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Unformatted text preview: C H A P T E R 18 Elasticities, Price Distorting Policies and Non-Price Rationing This chapter is the first of five to treat violations of the first welfare theorem in com- petitive settings and the first of three that investigates the role of policy-induced price distortions. It begins, however, with a full treatment of the concept of elastic- ity, a topic we have saved until now so that we can discuss elasticity with respect to all the economic relationships we have derived. Our primary focus is on price elas- ticities as they are most relevant to the topic of policy-induced price distortions. We then introduce the most obvious way in which policy can distort prices — through explicit restrictions on prices in the form of price ceilings and price floors. Our treatment of these topics is an equilibrium treatment in the sense that we take the view that the emergence of shortages or surpluses under such policies is a disequi- librium phenomenon — and that, in the absence of rationing through prices, some non-price rationing mechanism will emerge and define the new equilibrium under any of these policies. Chapter Highlights The main points of the chapter are: 1. Elasticity refers to the responsiveness of behavior to some aspect of the eco- nomic environment and is defined as the percentage change in the observed behavior resulting from a one percent change in the economic variable. Elas- ticities of consumer demand, for instance, can be defined relative to changes in any price or changes in income; elasticities of output supply or input de- mand can be defined relative to changes in input or output prices; etc. The price elasticity of demand varies from zero to minus infinity along any linear demand curve , with consumer spending increasing as a result of a price in- crease when price elasticity lies between 0 and − 1 and decreasing when the elasticity lies between − 1 and −∞ . 419 18A. Solutions to Within-Chapter-Exercises for Part A 2. The division of surplus in the market depends in part on the elasticity of demand and supply — and the size of the impact of price distorting policies on the market similarly depends on price elasticities . 3. The imposition of price floors above the equilibrium price results in a dis- equilibrium surplus . Since it cannot be an equilibrium for producers to produce goods they cannot sell, some non-price rationing mechanism then leads to a new equilibrium. This may arise from producers expending ad- ditional effort to attract consumers and thus incurring additional costs, or it may arise from explicit policies that accompany the price floor policy. The size ofthe deadweightloss depends on the type of non-price rationing mech- anism that defines the new equilibrium 4. The imposition of price ceilings below the equilibrium price results in a dis- equilibrium shortage . In the absence of full price rationing, some non-price rationing mechanism will lead to a new equilibrium, with the size of dead- weight loss again related to the mechanism that emerges.weight loss again related to the mechanism that emerges....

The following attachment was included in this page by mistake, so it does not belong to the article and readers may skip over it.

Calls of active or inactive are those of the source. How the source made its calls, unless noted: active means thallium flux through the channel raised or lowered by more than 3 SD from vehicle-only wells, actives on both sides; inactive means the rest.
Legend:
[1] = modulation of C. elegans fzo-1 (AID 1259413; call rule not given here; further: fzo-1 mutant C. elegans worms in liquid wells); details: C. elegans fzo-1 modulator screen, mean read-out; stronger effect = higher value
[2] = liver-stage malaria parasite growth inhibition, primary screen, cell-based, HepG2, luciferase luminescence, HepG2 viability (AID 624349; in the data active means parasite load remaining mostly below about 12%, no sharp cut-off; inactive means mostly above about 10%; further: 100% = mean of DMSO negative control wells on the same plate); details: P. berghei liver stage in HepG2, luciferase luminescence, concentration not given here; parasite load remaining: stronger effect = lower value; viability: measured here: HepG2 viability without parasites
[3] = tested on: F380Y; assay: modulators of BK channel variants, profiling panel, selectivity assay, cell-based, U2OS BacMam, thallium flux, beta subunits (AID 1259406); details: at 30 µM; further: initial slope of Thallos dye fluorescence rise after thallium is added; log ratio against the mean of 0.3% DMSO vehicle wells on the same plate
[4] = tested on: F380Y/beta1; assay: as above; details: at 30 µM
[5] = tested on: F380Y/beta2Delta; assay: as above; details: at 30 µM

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This note was uploaded on 11/17/2010 for the course ECON 100A taught by Professor Woroch during the Fall '08 term at University of California, Berkeley.
- Fall '08